In the vampire world, blood is money and sex is everything. But when my power catches the attention of the oldest, most powerful vampire in the coven, he’ll do anything to make me his.

Nash doesn’t have to look me in the eye to cast a spell over me. And I don’t even have to look at him to know he wants me.

I’ll either be Nash’s secret weapon–or the downfall of his coven.

Available on Amazon and as part of Kindle Unlimited.

Wanted Blood Courtesans Kristen Strassel

Don’t miss the rest of the books in the Blood Courtesans series!

Reborn Michelle Fox
Marked Gwen Knight
Bitten Kim Faulks
Ensnared Rebecca Rivard
Needed Ever Coming
Hooked Selena Kitt

Defeating the Dunk Tank with Julie

TODAY’S BREW: A reasonable amount of coffee, it was perfectly reasonable.

By Julie

For many weeks now, I’ve felt GOOD.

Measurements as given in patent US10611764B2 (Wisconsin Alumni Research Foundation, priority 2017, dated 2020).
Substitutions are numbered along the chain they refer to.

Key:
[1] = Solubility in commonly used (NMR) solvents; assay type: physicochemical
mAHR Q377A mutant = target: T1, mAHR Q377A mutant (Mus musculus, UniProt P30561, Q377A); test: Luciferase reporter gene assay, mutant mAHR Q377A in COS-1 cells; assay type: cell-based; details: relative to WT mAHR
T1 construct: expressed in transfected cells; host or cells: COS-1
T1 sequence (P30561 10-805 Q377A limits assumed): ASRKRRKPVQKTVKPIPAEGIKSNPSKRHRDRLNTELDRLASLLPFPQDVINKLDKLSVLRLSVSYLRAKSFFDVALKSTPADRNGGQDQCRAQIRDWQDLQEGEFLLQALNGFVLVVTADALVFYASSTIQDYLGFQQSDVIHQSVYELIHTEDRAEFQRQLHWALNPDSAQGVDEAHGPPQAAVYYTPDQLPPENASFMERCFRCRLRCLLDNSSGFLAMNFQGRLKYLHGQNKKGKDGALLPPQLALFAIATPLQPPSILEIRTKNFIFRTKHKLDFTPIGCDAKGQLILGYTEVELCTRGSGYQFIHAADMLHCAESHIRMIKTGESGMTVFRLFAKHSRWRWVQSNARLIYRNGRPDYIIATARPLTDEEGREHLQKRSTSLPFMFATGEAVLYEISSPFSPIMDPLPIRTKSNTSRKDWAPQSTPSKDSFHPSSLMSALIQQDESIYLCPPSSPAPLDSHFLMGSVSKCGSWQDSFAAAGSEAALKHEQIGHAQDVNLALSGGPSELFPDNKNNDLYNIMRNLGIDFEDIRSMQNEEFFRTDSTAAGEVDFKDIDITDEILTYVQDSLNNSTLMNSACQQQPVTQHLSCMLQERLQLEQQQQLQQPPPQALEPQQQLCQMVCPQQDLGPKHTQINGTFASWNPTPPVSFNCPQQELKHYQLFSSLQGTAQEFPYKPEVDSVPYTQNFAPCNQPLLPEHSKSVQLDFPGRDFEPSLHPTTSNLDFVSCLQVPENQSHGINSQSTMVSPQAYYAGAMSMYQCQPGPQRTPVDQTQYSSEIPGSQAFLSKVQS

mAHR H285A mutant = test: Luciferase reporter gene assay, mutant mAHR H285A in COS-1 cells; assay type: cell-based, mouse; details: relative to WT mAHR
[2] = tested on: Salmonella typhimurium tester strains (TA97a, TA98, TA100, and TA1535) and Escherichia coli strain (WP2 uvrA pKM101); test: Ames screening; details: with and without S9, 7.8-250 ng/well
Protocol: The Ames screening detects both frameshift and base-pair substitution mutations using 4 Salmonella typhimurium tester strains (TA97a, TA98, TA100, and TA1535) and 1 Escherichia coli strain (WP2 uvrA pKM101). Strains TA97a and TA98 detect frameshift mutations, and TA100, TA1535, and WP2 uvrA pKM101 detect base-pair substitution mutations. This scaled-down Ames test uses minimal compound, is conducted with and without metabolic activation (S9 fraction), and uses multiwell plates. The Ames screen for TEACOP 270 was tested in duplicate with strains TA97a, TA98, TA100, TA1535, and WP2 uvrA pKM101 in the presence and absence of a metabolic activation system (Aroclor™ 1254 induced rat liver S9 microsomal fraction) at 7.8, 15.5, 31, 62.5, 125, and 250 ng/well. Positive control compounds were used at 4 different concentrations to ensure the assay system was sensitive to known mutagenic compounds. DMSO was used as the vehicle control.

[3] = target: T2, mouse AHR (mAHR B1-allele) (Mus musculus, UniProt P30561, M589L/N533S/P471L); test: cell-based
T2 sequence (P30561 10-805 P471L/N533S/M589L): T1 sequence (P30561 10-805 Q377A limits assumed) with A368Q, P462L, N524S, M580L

It’s been a long time. A long time since I was the woman who could take on the world with a smile on her face. A long time since I wasn’t exhausted by the thought of leaving the house. But suddenly, everything fell into place. First and foremost, my INSANE HORMONES are under control, and have been consistently for about two months. This is the lynchpin in everything else being manageable, because my hormones? They’re monstrosities that could guarantee I would be questioning my will to live–seriously–for a couple of days every few weeks. My doctor’s last ditch effort to get them under control was the 1977 Dear God, It’s Me, Margaret, rainbows and tube socks and wood paneling version of the birth control pill. Three months later, I’M FIXED.